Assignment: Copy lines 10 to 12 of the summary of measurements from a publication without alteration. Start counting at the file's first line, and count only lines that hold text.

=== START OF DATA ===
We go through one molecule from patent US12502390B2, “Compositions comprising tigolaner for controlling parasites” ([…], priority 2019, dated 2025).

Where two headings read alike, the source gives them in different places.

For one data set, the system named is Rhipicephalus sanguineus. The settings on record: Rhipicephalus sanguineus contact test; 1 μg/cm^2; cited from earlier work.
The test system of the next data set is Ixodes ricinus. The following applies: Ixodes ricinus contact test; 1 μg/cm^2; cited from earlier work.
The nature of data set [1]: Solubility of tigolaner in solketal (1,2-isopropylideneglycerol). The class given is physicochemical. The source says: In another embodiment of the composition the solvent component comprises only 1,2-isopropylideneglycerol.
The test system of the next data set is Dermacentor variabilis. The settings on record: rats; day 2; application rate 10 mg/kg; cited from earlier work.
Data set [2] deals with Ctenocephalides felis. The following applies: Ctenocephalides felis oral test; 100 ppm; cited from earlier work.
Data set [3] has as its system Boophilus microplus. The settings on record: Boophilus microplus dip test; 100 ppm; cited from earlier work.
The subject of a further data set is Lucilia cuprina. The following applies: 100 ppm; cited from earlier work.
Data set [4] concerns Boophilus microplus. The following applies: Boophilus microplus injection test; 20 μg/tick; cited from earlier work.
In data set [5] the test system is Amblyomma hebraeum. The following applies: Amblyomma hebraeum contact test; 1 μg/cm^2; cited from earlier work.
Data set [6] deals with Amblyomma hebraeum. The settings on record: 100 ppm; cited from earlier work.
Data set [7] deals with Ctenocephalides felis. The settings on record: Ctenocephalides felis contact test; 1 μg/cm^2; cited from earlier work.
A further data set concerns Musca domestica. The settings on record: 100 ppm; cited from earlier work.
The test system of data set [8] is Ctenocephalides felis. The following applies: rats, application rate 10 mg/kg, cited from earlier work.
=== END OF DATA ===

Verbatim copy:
Data set [4] concerns Boophilus microplus. The following applies: Boophilus microplus injection test; 20 μg/tick; cited from earlier work.
In data set [5] the test system is Amblyomma hebraeum. The following applies: Amblyomma hebraeum contact test; 1 μg/cm^2; cited from earlier work.
Data set [6] deals with Amblyomma hebraeum. The settings on record: 100 ppm; cited from earlier work.